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Scooter sharing providers violate rules and agreements in 25 municipalities.

Too many shared scooters in cities lead to frustration and action. Scootervrij, an action group that fights the proliferation of shared scooters, has recently shown that various providers of these means of transport exceed the established limits. Their analysis shows that more than 25 shared scooters have been placed unlawfully in 1.100 Dutch municipalities.

The Hague appears to be the hardest hit with a surplus of 179 scooters. Amsterdam and Almere follow with 159 and 151 scooters above the permitted numbers respectively. According to Scootervrij, scooter sharing provider Check is the least reliable; they placed 643 too many scooters.

The problem of nuisance caused by shared scooters is not new. Municipalities set limits for the number of scooters to combat this nuisance. “Many residents are annoyed by the scooters. The providers, however, often ignore these limits in their pursuit of maximum profit,” says Collin Molenaar of Scootervrij. He emphasizes that despite the annoyances, providers of shared scooters often ignore the rules.

De struggle van Scootervrij has not gone unnoticed by the municipalities. Several cities, including Capelle aan den IJssel, Eindhoven, Leeuwarden and Zwolle, have indicated that they will take measures against the violations. These municipalities order providers to remove the extra scooters and to adhere to the established rules.

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Photo: © Pitane Blue - shared scooters CHECK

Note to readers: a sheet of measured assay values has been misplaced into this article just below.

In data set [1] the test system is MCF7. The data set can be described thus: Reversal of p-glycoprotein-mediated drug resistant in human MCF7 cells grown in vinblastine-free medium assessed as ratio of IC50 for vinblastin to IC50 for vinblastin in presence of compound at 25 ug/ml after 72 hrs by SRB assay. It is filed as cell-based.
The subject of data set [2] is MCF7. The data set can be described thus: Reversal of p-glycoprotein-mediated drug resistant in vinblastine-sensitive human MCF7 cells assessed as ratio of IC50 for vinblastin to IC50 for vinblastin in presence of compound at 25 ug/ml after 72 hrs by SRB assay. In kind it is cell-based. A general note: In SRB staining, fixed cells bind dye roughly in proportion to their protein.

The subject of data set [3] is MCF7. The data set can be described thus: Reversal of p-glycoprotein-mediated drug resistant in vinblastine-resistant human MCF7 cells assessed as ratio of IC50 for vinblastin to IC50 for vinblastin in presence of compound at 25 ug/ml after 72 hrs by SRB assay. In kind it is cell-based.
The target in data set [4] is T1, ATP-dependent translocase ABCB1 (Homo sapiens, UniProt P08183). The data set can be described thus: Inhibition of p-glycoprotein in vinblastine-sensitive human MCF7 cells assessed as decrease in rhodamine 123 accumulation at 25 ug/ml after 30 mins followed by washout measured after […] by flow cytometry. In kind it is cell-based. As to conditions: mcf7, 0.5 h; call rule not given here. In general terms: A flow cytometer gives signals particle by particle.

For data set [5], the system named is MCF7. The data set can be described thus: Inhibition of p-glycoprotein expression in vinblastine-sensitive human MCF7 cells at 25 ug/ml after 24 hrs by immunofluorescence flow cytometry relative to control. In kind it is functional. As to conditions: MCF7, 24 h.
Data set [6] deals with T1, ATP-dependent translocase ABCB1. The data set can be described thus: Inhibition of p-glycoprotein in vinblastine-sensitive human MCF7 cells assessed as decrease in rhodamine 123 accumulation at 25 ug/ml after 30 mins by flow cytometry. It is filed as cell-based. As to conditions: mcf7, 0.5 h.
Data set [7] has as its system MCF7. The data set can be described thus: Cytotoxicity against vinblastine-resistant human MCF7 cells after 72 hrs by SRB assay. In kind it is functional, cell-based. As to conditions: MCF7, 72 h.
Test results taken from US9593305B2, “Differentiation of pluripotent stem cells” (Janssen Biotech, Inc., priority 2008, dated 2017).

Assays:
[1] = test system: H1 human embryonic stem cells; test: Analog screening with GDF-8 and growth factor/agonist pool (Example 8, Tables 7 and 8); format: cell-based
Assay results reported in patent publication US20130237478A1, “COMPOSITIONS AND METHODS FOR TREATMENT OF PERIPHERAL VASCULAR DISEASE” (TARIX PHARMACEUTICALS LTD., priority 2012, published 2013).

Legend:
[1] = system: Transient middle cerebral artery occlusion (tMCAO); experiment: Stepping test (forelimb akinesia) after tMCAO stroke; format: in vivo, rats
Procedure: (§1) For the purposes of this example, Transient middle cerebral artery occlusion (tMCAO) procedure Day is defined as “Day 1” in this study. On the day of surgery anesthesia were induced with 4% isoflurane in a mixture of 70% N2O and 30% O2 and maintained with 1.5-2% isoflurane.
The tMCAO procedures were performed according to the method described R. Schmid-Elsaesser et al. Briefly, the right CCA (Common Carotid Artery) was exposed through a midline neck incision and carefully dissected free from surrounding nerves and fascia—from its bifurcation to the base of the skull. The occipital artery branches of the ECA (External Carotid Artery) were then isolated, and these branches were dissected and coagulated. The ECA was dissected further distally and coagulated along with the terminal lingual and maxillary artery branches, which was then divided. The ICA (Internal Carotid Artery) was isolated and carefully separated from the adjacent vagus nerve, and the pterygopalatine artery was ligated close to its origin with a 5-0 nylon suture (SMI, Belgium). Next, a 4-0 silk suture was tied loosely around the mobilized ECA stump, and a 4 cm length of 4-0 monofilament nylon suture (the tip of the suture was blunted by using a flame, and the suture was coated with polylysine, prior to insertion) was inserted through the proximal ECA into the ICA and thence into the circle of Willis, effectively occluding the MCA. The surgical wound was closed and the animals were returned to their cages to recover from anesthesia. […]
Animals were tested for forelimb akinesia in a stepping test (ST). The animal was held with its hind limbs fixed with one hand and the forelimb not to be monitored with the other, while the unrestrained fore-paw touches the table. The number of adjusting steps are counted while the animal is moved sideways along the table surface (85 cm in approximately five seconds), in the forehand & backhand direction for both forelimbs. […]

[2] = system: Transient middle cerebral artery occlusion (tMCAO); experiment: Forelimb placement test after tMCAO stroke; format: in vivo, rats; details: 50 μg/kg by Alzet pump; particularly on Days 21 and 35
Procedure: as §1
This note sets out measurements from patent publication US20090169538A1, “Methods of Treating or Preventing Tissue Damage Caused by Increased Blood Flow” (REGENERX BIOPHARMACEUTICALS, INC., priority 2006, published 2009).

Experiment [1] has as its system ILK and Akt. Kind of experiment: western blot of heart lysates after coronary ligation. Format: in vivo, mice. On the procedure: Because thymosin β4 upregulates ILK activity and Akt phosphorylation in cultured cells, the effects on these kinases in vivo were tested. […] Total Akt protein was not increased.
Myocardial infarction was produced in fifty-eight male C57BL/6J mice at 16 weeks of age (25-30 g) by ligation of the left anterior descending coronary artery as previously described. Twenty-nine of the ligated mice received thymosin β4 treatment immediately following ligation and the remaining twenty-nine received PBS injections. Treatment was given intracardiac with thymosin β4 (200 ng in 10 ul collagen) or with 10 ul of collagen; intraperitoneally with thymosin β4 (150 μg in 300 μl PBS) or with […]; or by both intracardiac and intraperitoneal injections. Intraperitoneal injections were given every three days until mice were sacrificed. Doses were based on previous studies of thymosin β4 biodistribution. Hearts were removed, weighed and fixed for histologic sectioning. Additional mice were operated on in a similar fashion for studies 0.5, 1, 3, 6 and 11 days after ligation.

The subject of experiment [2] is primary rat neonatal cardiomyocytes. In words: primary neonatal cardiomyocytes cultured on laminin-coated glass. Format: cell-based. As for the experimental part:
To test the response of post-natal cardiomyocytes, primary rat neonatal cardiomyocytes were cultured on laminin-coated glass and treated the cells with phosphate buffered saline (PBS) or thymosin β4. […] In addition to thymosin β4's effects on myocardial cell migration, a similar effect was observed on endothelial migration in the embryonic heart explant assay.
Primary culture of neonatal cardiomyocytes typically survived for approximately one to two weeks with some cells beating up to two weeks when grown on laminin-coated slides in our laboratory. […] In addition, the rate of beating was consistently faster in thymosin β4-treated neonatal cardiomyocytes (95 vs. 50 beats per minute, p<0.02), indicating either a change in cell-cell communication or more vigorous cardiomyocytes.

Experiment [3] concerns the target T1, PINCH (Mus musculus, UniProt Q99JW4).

According to Scootervrij, scooter sharing provider Check is the least reliable; they placed 643 too many scooters.

The monitoring of the shared scooters was carried out via the CROW Sharing Mobility Dashboard. This system shows all parked shared scooters that are not in use. Scootervrij analyzed the number of shared scooters in various municipalities from March 29 to April 26, 2024, which revealed a clear pattern of violations.

De analysis shows that the number of shared scooters often fluctuates because they are used to travel between different municipalities. As a result, the number of scooters at a given time may be higher or lower depending on the rental status of the scooters.

Scootervrij continues to discuss with the municipalities about enforcing the rules and monitoring scooter sharing providers. The action group hopes that their efforts will put an end to the nuisance that many citizens experience and make cities more liveable for everyone.

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